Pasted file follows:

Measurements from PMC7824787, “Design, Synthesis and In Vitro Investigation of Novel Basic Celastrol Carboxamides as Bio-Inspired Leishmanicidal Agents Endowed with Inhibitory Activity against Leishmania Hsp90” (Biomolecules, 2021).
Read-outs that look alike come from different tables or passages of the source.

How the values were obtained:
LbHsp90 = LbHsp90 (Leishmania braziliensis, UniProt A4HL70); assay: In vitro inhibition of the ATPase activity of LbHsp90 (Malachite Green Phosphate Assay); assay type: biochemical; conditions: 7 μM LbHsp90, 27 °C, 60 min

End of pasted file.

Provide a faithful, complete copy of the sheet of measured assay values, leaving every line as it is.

Measurements from PMC7824787, “Design, Synthesis and In Vitro Investigation of Novel Basic Celastrol Carboxamides as Bio-Inspired Leishmanicidal Agents Endowed with Inhibitory Activity against Leishmania Hsp90” (Biomolecules, 2021).
Read-outs that look alike come from different tables or passages of the source.

How the values were obtained:
LbHsp90 = LbHsp90 (Leishmania braziliensis, UniProt A4HL70); assay: In vitro inhibition of the ATPase activity of LbHsp90 (Malachite Green Phosphate Assay); assay type: biochemical; conditions: 7 μM LbHsp90, 27 °C, 60 min